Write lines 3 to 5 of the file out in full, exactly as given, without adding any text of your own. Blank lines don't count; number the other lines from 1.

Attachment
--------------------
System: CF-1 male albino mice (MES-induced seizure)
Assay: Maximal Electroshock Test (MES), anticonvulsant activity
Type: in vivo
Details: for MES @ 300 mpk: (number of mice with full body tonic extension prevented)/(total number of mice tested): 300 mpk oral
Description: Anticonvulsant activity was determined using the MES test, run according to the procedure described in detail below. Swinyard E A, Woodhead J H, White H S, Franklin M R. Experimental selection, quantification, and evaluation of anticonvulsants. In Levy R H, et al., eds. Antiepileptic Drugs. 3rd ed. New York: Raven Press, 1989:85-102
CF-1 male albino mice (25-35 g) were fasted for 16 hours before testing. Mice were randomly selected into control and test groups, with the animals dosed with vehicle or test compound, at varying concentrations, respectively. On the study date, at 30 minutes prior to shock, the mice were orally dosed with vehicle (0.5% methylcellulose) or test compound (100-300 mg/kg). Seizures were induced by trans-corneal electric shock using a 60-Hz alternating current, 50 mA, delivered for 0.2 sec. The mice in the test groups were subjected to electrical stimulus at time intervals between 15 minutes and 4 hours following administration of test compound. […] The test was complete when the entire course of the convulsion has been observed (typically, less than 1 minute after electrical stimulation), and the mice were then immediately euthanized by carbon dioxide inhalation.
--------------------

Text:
Type: in vivo
Details: for MES @ 300 mpk: (number of mice with full body tonic extension prevented)/(total number of mice tested): 300 mpk oral
Description: Anticonvulsant activity was determined using the MES test, run according to the procedure described in detail below. Swinyard E A, Woodhead J H, White H S, Franklin M R. Experimental selection, quantification, and evaluation of anticonvulsants. In Levy R H, et al., eds. Antiepileptic Drugs. 3rd ed. New York: Raven Press, 1989:85-102